Not so long ago, many scientists thought that people who reach a certain age should, well, slow down a bit. But a new study that tested the effect that weightlifting and high-intensity interval training (HIIT) have on muscles challenges that notion.
After 12 weeks, researchers found that while weight lifting was most effective at building muscle strength, only high-intensity training (alone or in combination with strength training) changed participants’ muscles at the cellular level. More specifically, HIIT boosted the energy producing capacity in the exercisers’ cells, helping turn them from sluggish to supercharged. In the older participants (age 65 to 80), HIIT even seemed to help halt the natural age-related decline in their muscles’ ability to function at a high level.
“If people have to pick one exercise, I would recommend high-intensity interval training,” says study author Sreekumaran Nair, M.D., a diabetes researcher at the Mayo Clinic in Rochester, Minnesota. “But I think it would be more beneficial if they could do three to four days of interval training and then a couple days of strength training.”
The Safest Way to Start HIIT
So how do you go about incorporating HIIT into your exercise routine, especially if you’re not exactly an elite athlete? Follow these four steps.
Establish a fitness base. Before you introduce brief periods of all-out effort into your workout, you need to have a solid base of aerobic fitness. For someone who’s been sedentary until now, that means two to four weeks of general strength and cardiovascular fitness, says Cris Dobrosielski, a spokesman for the American Council on Exercise and the owner of Monumental Results in San Diego, where he often works with an older clientele. “Start with a 10-minute walk and build to 20 or 30 minutes three days a week,” he says.
Introduce HIIT gradually. “I’m a firm believer in the concept of gradual progression, no matter your age,” says Dobrosielski. Once you’re comfortable with walking 20 to 30 minutes three days a week, consider adding some brief, high-intensity intervals during one of those workouts. (See below for a sample workout).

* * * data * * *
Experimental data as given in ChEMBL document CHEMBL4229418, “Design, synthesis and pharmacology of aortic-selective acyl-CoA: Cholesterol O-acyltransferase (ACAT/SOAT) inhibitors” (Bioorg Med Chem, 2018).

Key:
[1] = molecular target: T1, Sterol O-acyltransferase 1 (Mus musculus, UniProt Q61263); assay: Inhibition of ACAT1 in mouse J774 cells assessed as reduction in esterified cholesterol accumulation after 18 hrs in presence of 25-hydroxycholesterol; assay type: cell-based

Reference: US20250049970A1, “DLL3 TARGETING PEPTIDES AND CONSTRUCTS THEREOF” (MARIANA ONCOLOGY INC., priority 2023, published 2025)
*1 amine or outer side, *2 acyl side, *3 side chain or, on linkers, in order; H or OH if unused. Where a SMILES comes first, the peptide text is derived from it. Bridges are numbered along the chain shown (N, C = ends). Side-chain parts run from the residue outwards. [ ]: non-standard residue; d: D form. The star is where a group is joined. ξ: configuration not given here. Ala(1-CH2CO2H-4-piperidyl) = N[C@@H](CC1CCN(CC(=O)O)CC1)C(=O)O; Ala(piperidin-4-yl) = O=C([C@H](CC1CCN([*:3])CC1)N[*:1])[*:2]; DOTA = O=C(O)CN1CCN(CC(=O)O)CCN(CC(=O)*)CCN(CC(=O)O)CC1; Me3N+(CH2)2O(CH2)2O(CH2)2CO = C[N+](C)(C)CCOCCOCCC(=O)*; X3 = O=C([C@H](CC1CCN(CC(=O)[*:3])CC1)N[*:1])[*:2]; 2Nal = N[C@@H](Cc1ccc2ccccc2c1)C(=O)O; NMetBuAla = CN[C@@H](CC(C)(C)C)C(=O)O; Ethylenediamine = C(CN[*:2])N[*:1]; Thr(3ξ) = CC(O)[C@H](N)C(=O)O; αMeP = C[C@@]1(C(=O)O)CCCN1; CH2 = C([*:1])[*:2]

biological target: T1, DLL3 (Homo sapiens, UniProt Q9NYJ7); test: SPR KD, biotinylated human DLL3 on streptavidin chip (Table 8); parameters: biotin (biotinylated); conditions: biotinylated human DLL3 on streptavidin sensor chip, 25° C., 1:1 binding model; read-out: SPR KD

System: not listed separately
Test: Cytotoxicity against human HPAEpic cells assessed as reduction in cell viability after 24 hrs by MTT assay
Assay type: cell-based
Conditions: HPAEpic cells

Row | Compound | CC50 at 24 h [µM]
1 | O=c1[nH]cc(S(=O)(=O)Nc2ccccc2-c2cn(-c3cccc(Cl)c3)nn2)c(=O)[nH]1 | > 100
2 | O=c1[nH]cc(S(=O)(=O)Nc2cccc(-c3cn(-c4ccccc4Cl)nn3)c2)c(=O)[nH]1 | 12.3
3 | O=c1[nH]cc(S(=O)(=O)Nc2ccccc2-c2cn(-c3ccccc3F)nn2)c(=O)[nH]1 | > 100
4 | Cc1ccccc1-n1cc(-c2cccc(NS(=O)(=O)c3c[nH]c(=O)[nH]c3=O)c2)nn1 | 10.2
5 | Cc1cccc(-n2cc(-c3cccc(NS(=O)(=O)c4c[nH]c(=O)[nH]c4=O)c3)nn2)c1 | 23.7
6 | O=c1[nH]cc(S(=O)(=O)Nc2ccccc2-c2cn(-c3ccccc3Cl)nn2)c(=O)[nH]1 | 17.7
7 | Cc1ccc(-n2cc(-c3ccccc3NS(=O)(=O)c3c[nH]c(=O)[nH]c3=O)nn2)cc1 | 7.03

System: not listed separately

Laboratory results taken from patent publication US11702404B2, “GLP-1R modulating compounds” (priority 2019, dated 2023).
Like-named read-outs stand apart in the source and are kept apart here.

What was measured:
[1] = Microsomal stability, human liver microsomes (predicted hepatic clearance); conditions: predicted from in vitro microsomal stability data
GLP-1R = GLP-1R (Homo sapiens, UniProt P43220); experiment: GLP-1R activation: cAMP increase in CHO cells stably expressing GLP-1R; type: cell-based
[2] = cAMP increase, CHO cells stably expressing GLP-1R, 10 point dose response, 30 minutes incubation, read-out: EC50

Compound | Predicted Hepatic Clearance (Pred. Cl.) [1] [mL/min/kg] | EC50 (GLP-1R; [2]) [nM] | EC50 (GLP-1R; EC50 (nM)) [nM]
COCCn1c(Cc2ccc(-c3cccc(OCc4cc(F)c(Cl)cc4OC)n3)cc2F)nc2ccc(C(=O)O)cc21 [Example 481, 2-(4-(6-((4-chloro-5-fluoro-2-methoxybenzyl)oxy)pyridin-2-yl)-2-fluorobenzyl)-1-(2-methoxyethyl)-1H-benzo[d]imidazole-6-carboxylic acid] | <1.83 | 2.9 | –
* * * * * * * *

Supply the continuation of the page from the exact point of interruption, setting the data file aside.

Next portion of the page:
Recover fully between intervals. The safest way to incorporate HIIT into a beginner workout is to allow for ample recovery time between intervals, says Mary Edwards, fitness director for Cooper Fitness Center in Dallas. “I might have a beginner exerciser work at high intensity for 15 to 30 seconds, and then actively recover at an easy pace for two to four minutes.”
As your fitness improves, shorten your rest periods. “The more fit a person is, the quicker they recover” says Edwards. Use your Fitbit tracker to gauge how quickly your heart rate drops after an intense effort, and then adjust your recovery time accordingly.
The Best HIIT Workout for Beginners
Ready to give HIIT a try? This workout, from Dobrosielski, incorporates periods of light jogging, which studies have shown can add up to three years to your life. It should be safe for anyone who has been consistently exercising for a month, but don’t push yourself past what you’re comfortable doing. Seek a doctor’s opinion before starting, if necessary.
|Week 1||5 minutes easy walk||3 x (1 minute brisk walk/2 minutes easy walk)||2-5 minutes easy walk|
|Week 2||5 minutes easy walk||4 x (1 min brisk walk/90 seconds easy walk)||2-5 minutes easy walk|
|Week 3||5 minutes easy walk||5 x (1 min brisk walk/1 min easy walk)||2-5 minutes easy walk|
|Week 4||5 minutes easy walk||5 x (30 seconds jog/2 minutes walk)||2-5 minutes easy walk|
|Week 5||5 minutes easy walk||5 x (30 seconds jog/90 seconds walk)||2-5 minutes easy walk|
|Week 6||5 minutes easy walk||5 x (30 seconds jog/1 minute walk)||2-5 minutes easy walk|
This information is for educational purposes only and is not intended as a substitute for medical diagnosis or treatment. You should not use this information to diagnose or treat a health problem or condition. Always check with your doctor before changing your diet, altering your sleep habits, taking supplements, or starting a new fitness routine.